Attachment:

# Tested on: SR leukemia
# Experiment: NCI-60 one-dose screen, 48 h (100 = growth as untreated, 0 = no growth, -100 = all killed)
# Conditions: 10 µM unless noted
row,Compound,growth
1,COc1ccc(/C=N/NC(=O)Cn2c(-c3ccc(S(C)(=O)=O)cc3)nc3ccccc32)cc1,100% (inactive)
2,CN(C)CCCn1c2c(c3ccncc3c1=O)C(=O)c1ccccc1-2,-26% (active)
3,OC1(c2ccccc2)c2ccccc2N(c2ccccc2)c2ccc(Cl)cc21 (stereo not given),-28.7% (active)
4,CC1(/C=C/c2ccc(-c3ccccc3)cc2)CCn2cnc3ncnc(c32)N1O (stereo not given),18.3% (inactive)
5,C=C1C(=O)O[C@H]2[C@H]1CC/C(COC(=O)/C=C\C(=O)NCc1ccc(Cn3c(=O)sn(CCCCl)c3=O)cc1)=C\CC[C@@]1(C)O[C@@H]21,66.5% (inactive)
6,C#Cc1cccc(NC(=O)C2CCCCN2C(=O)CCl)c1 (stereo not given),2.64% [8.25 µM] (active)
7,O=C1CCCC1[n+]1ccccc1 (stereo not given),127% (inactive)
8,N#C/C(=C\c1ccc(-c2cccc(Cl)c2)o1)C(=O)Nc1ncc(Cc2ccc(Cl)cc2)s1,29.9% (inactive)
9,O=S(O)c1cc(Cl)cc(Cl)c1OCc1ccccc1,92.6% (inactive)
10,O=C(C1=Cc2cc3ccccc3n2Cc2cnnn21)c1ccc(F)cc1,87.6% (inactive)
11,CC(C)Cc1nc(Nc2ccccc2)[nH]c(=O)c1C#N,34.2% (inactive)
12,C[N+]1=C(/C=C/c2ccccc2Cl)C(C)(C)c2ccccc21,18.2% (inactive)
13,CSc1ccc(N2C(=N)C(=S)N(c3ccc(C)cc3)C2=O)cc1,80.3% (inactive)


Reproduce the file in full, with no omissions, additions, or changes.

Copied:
# Tested on: SR leukemia
# Experiment: NCI-60 one-dose screen, 48 h (100 = growth as untreated, 0 = no growth, -100 = all killed)
# Conditions: 10 µM unless noted
row,Compound,growth
1,COc1ccc(/C=N/NC(=O)Cn2c(-c3ccc(S(C)(=O)=O)cc3)nc3ccccc32)cc1,100% (inactive)
2,CN(C)CCCn1c2c(c3ccncc3c1=O)C(=O)c1ccccc1-2,-26% (active)
3,OC1(c2ccccc2)c2ccccc2N(c2ccccc2)c2ccc(Cl)cc21 (stereo not given),-28.7% (active)
4,CC1(/C=C/c2ccc(-c3ccccc3)cc2)CCn2cnc3ncnc(c32)N1O (stereo not given),18.3% (inactive)
5,C=C1C(=O)O[C@H]2[C@H]1CC/C(COC(=O)/C=C\C(=O)NCc1ccc(Cn3c(=O)sn(CCCCl)c3=O)cc1)=C\CC[C@@]1(C)O[C@@H]21,66.5% (inactive)
6,C#Cc1cccc(NC(=O)C2CCCCN2C(=O)CCl)c1 (stereo not given),2.64% [8.25 µM] (active)
7,O=C1CCCC1[n+]1ccccc1 (stereo not given),127% (inactive)
8,N#C/C(=C\c1ccc(-c2cccc(Cl)c2)o1)C(=O)Nc1ncc(Cc2ccc(Cl)cc2)s1,29.9% (inactive)
9,O=S(O)c1cc(Cl)cc(Cl)c1OCc1ccccc1,92.6% (inactive)
10,O=C(C1=Cc2cc3ccccc3n2Cc2cnnn21)c1ccc(F)cc1,87.6% (inactive)
11,CC(C)Cc1nc(Nc2ccccc2)[nH]c(=O)c1C#N,34.2% (inactive)
12,C[N+]1=C(/C=C/c2ccccc2Cl)C(C)(C)c2ccccc21,18.2% (inactive)
13,CSc1ccc(N2C(=N)C(=S)N(c3ccc(C)cc3)C2=O)cc1,80.3% (inactive)